Whiplash is a serious injury! Too often people do not seek treatment until more serious complications develop. Even after whiplash victims settle their insurance claims, some 45% report they still suffer with symptoms two years later.

Key to success is finding the cause. In developing a whiplash treatment plan, lab work, imaging studies EMG (electromyelogram), muscular ultrasound and/or Nerve Conduction Velocity Studies may be ordered. The treatment plan may include one or more therapies, which may consist of injections of ligaments, muscles, bursae, joints and specialized injections such as Epidural Injections or Facet Joint Block Injections; Medication Management, Physical Therapy, Therapeutic Exercise, Chiropractic Care and Acupuncture.

Your recovery may begin with a thorough health history, understanding of symptoms experienced, along with a physical examination and x-rays. Via motion and static palpation diagnostic techniques, areas of restricted joint motion, disc injury, muscle spasms and ligament injury will be detected. Tenderness, tightness and how well each spinal joint moves will be evaluated by means of touch. In addition, looking at the overall posture and gait will help evaluate how well the spine is working and moving. If a herniated disc (injured and bulging out) or a significant muscle or ligament injury is possible, a Computerized Axial Tomography scan (CT or CAT scan) or a Magnetic Resonance Imaging test (MRI). CT scans and MRIs will be advised, making it easier to see the soft tissues and any possible injury to those soft tissues.

Physical Therapy may also be necessary. The muscles and joints of the neck are evaluated because it is vital to understand how the neck is aligned, how it moves and exactly where it hurts. Some simple tests may be conducted to check the function of the nerves. These tests measure arm and hand strength, check reflexes, and help evaluate numbness in the arms, hands or fingers.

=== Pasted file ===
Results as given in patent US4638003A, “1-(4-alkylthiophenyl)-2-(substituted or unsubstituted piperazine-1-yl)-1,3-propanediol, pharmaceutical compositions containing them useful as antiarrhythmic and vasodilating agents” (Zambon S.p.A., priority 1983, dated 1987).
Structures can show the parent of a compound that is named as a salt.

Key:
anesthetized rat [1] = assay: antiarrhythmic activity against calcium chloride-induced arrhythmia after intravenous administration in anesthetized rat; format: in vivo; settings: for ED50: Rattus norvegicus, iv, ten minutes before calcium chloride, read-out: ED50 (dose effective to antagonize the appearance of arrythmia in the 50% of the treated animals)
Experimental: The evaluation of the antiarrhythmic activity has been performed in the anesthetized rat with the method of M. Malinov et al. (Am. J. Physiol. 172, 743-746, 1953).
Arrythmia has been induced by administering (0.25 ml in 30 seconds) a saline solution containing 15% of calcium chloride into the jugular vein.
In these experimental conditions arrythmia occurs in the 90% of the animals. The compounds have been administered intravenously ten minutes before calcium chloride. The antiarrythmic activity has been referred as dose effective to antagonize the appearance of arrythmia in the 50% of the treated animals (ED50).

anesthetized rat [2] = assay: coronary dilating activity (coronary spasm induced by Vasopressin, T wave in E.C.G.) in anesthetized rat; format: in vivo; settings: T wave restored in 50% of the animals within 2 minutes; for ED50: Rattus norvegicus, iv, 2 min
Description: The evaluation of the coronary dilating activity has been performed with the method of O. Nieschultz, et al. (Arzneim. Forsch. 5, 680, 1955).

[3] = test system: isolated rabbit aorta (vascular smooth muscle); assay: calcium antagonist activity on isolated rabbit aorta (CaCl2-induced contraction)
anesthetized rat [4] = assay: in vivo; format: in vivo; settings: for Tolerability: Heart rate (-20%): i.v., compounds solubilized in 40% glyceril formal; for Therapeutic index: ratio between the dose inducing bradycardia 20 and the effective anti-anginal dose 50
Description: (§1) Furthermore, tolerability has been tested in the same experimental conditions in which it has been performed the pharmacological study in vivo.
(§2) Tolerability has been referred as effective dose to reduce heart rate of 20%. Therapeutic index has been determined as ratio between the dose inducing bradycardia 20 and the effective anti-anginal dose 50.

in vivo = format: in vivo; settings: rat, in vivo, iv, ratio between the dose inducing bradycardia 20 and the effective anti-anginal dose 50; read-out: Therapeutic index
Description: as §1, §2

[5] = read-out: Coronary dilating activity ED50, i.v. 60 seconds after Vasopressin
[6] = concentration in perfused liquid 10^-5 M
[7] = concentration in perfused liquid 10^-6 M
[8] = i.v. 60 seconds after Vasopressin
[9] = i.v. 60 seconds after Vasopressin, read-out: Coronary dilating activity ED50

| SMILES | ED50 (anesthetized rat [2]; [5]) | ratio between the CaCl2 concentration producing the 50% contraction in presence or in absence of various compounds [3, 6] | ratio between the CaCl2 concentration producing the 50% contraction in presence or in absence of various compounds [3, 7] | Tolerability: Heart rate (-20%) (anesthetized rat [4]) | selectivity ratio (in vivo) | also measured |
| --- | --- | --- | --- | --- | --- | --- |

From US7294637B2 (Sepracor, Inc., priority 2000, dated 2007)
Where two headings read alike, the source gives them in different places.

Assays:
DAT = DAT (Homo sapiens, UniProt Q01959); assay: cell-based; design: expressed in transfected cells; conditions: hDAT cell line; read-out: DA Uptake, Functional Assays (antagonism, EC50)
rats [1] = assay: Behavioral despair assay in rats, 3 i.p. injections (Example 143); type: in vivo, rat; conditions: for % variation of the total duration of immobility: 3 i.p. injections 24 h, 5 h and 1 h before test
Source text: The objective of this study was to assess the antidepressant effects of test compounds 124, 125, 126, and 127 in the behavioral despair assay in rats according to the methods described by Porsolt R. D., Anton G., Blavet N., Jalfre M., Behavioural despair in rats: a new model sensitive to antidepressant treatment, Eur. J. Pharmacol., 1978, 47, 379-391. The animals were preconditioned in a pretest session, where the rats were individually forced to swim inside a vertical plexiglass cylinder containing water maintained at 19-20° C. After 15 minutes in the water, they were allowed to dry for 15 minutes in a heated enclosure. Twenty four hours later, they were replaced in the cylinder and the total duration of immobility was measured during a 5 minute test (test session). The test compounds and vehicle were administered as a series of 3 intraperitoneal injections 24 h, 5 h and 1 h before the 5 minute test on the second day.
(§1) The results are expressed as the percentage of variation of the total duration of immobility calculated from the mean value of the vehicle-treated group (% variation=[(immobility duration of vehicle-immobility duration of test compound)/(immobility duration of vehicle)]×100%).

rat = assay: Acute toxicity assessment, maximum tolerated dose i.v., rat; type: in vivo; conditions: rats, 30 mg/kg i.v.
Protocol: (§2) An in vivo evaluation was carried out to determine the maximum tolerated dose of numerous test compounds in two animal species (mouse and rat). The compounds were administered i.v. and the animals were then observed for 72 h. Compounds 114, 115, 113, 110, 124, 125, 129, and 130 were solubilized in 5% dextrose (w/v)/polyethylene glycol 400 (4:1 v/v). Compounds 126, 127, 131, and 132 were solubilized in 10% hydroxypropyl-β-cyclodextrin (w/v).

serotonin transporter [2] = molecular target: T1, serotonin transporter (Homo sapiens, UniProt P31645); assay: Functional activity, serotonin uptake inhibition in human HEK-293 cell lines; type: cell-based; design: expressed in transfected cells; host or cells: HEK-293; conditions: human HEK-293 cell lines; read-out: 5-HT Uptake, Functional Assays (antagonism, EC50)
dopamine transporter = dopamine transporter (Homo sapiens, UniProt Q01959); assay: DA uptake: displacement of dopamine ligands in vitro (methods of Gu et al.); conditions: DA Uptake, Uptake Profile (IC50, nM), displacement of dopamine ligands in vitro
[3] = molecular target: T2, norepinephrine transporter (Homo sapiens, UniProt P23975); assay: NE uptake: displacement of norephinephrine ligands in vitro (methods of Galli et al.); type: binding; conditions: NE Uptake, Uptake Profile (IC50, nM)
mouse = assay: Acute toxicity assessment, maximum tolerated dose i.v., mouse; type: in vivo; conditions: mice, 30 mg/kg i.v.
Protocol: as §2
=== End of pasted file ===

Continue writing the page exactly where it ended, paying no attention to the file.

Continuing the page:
Once testing and evaluations are completed a treatment program can be instituted to achieve pain relief and restore function. Chiropractic, Physical Therapy or Acupuncture may be an integral part of a whiplash treatment program.

Doctors of Chiropractic specialize in the care of non-surgical conditions of the neck with gentle, time-saving approaches that address the mechanical and neurological causes of whiplash injury. Their goal is to optimize motion in the spine, treat the spinal discs, reduce muscle spasms and improve muscular strength. The treating chiropractor identifies the joints that are restricted or show abnormal motion (subluxations) and returns motion to the joint with a gentle thrusting technique. This gentle thrusting rapidly stretches soft tissue and stimulates the nervous system to return normal motion to the spine. Other options include an instrument-assisted manipulation (considered in older patients with degenerative joint syndrome), Trigger Point Therapy (relieves tension), Therapeutic Massage, Manual Joint Stretching and Resistance Techniques. Immobilization of the neck with a soft cervical collar may be considered for a short time. 

In addition, spinal decompression – traction that may help relieve neck pain, may be considered. Spinal decompression works by gently stretching the spine – taking pressure off spinal discs (gel-like cushions between the bones in your spine). Spinal decompression is successful in treating back pain, bulging or herniated discs, degenerative disc disease, posterior facet syndrome (worn spinal joints) and radiculopathy (injured or diseased spinal nerve roots). This revolutionary treatment method, which may be covered by health insurance – has resulted in canceling surgeries and allowing people to live life to the fullest. Many patients experience substantial, immediate relief of their symptoms after their first treatment.